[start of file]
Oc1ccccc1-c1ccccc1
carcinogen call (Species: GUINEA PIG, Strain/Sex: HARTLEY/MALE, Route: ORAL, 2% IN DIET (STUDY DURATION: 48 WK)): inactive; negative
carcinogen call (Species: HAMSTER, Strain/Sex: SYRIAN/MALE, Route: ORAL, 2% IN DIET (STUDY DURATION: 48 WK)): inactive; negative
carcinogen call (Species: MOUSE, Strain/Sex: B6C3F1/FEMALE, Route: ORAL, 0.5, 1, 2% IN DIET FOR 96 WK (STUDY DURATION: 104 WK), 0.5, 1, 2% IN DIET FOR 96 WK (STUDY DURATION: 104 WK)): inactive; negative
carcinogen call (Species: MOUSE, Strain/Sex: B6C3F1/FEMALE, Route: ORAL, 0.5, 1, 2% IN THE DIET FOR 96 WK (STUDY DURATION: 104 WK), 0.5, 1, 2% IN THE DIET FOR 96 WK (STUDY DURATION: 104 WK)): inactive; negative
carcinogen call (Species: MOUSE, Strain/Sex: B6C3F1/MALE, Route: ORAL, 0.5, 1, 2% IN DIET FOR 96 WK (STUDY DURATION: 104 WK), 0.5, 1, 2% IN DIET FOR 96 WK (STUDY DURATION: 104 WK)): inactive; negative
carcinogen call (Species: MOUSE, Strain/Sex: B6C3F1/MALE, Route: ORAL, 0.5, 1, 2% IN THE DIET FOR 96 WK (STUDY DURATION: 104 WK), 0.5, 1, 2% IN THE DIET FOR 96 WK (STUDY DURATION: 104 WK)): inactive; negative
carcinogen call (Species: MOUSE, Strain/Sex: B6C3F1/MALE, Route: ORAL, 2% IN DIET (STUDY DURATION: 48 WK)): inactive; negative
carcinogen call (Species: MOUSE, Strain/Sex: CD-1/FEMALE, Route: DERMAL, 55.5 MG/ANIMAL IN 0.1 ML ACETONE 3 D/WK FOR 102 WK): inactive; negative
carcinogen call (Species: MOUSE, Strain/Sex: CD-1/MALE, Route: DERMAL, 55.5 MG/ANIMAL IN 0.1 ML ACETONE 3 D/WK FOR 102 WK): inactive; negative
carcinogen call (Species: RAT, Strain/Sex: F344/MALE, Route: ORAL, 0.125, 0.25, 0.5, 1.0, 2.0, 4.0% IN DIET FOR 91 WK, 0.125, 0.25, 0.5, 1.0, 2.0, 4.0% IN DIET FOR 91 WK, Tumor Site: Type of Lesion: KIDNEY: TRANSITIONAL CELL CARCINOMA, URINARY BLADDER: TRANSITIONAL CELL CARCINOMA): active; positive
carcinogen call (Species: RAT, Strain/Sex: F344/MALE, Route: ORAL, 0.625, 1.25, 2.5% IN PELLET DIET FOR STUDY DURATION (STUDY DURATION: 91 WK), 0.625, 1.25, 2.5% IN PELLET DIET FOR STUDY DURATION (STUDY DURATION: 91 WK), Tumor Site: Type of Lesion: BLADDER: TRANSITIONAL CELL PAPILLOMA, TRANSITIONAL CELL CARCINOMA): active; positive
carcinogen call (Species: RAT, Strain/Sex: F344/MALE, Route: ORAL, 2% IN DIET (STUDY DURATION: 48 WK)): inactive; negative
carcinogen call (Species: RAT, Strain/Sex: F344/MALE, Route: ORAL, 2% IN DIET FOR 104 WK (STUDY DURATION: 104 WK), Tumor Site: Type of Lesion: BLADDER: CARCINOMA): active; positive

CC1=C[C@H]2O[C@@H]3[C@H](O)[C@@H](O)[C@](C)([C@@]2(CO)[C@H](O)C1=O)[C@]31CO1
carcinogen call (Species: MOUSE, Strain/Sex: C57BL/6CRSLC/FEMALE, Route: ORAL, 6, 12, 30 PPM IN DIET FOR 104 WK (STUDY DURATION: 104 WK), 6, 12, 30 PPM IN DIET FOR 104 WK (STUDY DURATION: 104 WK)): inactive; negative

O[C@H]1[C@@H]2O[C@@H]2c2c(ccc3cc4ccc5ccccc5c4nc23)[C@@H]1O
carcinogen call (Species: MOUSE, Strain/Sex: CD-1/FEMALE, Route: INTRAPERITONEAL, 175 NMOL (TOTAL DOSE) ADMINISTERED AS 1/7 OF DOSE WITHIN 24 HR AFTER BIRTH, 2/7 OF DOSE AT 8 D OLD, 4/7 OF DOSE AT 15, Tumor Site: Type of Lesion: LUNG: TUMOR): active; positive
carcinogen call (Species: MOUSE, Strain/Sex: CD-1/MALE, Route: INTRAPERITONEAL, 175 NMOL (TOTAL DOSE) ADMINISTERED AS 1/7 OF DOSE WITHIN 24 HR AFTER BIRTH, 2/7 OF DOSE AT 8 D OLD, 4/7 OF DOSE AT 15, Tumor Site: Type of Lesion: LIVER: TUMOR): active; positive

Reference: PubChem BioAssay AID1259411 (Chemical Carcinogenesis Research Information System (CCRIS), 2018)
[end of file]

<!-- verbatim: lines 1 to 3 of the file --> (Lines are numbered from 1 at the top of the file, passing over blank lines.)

Oc1ccccc1-c1ccccc1
carcinogen call (Species: GUINEA PIG, Strain/Sex: HARTLEY/MALE, Route: ORAL, 2% IN DIET (STUDY DURATION: 48 WK)): inactive; negative
carcinogen call (Species: HAMSTER, Strain/Sex: SYRIAN/MALE, Route: ORAL, 2% IN DIET (STUDY DURATION: 48 WK)): inactive; negative